Posted by: bridget | 18 December 2007

Massachusetts Medicinal Madness

The Massachusetts Supreme Court has ruled that physicians may be held liable for the torts of their patients, when said torts are related to medication prescribed by the physician (here). While the case was on appeal from summary judgment (and, therefore, the doctor has not found to be negligent and therefore liable), this ruling is deeply problematic.

On a philosophical level, these determinations are best left to the legislature. Separation of powers, lack of judicial activism, fact-finding is best done by groups that are not dependent upon that which is presented to them… mwah mwah mwah.

As a practical matter, the effect on physicians and patient care may be well beyond what the Massachusetts court envisioned. Not only may there be increased malpractice costs (or the expansion of insurance into general negligence), physicians will have an incentive to not prescribe medications to their patients. This system also causes unpredictability: the physician is not just liable to patients, but to people she has never met, interacted with, assessed, or even known about. Furthermore, side effects from medication are unpredictable: some patients are fine, while others may have violent reactions. There is no possible way for doctors to know which patients will have problems and which ones are likely to be in a position to injure others if such a problem occurs. The increase in costs may well be passed along to patients, either via increased prices for services or the more indirect cost of reduced access to physicians; the disproportionate effect upon those who struggle to pay for health care anyway should be obvious.

After this ruling, Boston doctors may only prescribe non-necessary meds to wealthy patients, on the theory that if the patient has deep pockets, the injured party will have no reason to try to prove the physician’s negligence. They will have a greater incentive to refuse medications to those who work with heavy machinery or in construction, travel by car frequently, or do not have a spouse or family member who can take over driving duties. (Let’s make the blue-collar workers and single moms suffer! There’s compassion for you.) They may require their patients to sign daunting informed consent contracts prior to issuing the prescription. Many elderly people still drive (which would really be the basis for liability in these cases), despite taking a smogasboard of medications every day; doctors may ask the DMV to revoke a patient’s license before writing out a prescription.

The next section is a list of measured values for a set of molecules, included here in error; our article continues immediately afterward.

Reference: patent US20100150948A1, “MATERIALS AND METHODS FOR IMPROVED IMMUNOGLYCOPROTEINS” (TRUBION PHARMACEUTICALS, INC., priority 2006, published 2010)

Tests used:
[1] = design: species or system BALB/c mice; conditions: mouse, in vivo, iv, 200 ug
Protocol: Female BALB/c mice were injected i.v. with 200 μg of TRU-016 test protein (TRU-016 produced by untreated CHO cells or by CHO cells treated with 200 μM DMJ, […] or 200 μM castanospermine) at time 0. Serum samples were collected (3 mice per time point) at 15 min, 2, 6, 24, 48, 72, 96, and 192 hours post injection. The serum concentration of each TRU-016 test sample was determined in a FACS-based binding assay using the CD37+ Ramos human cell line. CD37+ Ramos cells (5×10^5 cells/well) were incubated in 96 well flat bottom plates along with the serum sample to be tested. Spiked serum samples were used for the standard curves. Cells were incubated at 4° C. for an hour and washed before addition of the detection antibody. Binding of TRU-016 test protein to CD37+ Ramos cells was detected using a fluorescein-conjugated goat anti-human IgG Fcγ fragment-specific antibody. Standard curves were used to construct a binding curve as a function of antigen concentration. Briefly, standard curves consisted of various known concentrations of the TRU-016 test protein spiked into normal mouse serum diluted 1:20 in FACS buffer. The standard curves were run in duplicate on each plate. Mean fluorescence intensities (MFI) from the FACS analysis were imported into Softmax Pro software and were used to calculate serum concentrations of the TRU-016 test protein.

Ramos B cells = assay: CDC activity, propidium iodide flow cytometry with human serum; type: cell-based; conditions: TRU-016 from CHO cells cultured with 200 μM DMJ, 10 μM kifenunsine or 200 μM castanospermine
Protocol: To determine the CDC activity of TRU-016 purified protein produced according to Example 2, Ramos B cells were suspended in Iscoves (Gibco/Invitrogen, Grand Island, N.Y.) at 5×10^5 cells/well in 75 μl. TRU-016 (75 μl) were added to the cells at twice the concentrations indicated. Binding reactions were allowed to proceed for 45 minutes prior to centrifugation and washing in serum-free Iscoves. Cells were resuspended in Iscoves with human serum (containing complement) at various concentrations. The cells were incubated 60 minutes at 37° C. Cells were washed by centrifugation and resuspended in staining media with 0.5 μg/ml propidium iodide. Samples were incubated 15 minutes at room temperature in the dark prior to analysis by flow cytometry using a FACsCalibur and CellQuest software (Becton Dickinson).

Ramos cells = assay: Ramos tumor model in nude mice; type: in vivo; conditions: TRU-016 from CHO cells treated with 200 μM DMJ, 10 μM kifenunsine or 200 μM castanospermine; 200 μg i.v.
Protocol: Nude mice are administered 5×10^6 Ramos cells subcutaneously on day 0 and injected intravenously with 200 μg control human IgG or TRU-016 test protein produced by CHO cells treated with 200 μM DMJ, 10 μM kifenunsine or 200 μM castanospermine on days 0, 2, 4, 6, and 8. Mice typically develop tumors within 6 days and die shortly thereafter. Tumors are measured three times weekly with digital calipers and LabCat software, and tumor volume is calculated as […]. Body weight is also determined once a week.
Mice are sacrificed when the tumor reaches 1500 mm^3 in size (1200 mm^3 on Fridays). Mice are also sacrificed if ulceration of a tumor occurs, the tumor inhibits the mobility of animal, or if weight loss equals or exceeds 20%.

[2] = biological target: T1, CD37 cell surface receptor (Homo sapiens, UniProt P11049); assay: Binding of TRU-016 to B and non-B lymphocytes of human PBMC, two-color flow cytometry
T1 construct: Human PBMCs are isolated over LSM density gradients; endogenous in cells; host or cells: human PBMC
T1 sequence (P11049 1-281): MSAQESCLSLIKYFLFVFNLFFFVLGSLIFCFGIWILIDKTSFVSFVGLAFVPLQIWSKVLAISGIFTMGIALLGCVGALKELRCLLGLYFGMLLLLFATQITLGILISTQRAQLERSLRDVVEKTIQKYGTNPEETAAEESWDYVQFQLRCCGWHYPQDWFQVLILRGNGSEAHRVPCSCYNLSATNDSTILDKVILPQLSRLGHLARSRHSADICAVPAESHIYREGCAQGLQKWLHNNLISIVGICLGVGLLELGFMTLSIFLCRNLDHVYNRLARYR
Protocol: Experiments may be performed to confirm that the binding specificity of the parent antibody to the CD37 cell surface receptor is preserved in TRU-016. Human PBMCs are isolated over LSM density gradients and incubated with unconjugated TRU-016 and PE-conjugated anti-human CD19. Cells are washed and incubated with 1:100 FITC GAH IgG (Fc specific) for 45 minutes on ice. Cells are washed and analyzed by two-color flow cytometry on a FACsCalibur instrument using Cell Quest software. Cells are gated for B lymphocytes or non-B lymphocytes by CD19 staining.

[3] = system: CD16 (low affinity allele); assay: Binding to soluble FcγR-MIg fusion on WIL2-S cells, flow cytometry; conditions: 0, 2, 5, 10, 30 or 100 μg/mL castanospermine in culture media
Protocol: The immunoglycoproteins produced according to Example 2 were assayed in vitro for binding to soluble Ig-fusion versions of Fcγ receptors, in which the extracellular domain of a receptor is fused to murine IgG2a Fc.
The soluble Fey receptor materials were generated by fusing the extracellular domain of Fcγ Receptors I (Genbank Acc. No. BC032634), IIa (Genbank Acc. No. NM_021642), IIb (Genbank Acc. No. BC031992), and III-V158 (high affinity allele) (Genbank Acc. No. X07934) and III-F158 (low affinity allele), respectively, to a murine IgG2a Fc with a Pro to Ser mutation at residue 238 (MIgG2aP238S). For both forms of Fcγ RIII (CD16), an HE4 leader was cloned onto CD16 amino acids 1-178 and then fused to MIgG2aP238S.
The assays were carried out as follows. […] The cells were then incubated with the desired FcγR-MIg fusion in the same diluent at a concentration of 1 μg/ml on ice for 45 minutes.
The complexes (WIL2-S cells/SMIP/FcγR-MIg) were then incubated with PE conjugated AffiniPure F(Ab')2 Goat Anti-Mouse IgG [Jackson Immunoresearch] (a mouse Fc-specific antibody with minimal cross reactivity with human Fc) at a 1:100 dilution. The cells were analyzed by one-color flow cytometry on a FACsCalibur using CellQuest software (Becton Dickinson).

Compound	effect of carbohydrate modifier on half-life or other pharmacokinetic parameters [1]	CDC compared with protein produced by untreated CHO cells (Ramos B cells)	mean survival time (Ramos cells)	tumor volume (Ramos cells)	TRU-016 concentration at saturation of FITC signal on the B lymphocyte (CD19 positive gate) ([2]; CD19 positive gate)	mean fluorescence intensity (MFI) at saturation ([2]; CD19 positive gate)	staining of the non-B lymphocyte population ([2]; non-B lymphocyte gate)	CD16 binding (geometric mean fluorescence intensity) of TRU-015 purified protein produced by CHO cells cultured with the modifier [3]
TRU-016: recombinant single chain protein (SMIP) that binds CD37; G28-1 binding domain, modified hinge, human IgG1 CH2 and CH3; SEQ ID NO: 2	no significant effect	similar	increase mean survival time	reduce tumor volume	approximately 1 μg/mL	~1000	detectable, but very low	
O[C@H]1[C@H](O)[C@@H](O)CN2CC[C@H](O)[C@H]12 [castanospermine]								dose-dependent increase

Strangely, it is the duty of pharmacists to warn patients about drug interactions and side effects, but the plaintiff did not sue the pharmacist who dispensed eight different medications. From a purely pragmatic standpoint, it makes more sense to have the pharmacist warn of potential side effects and interactions, as such is their specialty, they know all of the drugs the patient is taking (and what brands), and may put those little stickers on the bottle. (Target’s new prescription bottles are extraordinarily easy to understand.)

If a person has a dizzy spell at the wheel and hurts someone, then this thing called car insurance will pay for the damage. Massachusetts already requires all of its drivers to have it, and the state caps the premiums of high-risk drivers to make insurance affordable. Construction or heavy machinery work would operate much the same way. If the amount of insurance is insufficient to cover potential losses, then the state can require people to carry more insurance, or individuals who are worried about injury from tortfeasors can get life and disability insurance. The insane solution is to make distantly-involved but deep-pocketed parties liable, when such liability will have adverse effects upon the quality of health care given to all citizens within the Commonwealth, with a disparate impact upon the elderly, the working class, and those without good familial support networks.

Update: More depressing news, this time from California. (Neil, you’re forgiven for that snark about confining the nuttiness of MA and CA within their borders. :) )

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Responses